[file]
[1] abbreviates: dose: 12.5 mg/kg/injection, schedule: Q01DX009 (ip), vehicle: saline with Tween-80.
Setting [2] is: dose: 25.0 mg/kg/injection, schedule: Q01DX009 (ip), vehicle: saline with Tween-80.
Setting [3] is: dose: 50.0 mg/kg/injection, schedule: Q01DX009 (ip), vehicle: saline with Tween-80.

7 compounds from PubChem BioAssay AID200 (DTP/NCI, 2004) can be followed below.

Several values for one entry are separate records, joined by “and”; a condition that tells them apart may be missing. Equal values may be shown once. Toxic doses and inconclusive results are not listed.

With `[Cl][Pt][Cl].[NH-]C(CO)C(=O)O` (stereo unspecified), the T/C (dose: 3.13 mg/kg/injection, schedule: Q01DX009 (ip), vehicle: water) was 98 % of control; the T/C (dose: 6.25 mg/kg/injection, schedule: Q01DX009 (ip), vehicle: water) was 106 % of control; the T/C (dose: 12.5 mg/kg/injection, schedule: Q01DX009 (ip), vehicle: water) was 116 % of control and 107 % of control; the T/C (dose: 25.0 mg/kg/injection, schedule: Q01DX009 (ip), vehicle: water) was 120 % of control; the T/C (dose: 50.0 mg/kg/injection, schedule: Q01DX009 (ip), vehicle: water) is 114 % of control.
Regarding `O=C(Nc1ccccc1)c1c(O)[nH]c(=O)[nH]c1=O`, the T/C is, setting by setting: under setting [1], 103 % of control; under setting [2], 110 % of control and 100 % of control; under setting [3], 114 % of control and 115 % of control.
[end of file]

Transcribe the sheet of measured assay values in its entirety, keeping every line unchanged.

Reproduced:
[1] abbreviates: dose: 12.5 mg/kg/injection, schedule: Q01DX009 (ip), vehicle: saline with Tween-80.
Setting [2] is: dose: 25.0 mg/kg/injection, schedule: Q01DX009 (ip), vehicle: saline with Tween-80.
Setting [3] is: dose: 50.0 mg/kg/injection, schedule: Q01DX009 (ip), vehicle: saline with Tween-80.

7 compounds from PubChem BioAssay AID200 (DTP/NCI, 2004) can be followed below.

Several values for one entry are separate records, joined by “and”; a condition that tells them apart may be missing. Equal values may be shown once. Toxic doses and inconclusive results are not listed.

With `[Cl][Pt][Cl].[NH-]C(CO)C(=O)O` (stereo unspecified), the T/C (dose: 3.13 mg/kg/injection, schedule: Q01DX009 (ip), vehicle: water) was 98 % of control; the T/C (dose: 6.25 mg/kg/injection, schedule: Q01DX009 (ip), vehicle: water) was 106 % of control; the T/C (dose: 12.5 mg/kg/injection, schedule: Q01DX009 (ip), vehicle: water) was 116 % of control and 107 % of control; the T/C (dose: 25.0 mg/kg/injection, schedule: Q01DX009 (ip), vehicle: water) was 120 % of control; the T/C (dose: 50.0 mg/kg/injection, schedule: Q01DX009 (ip), vehicle: water) is 114 % of control.
Regarding `O=C(Nc1ccccc1)c1c(O)[nH]c(=O)[nH]c1=O`, the T/C is, setting by setting: under setting [1], 103 % of control; under setting [2], 110 % of control and 100 % of control; under setting [3], 114 % of control and 115 % of control.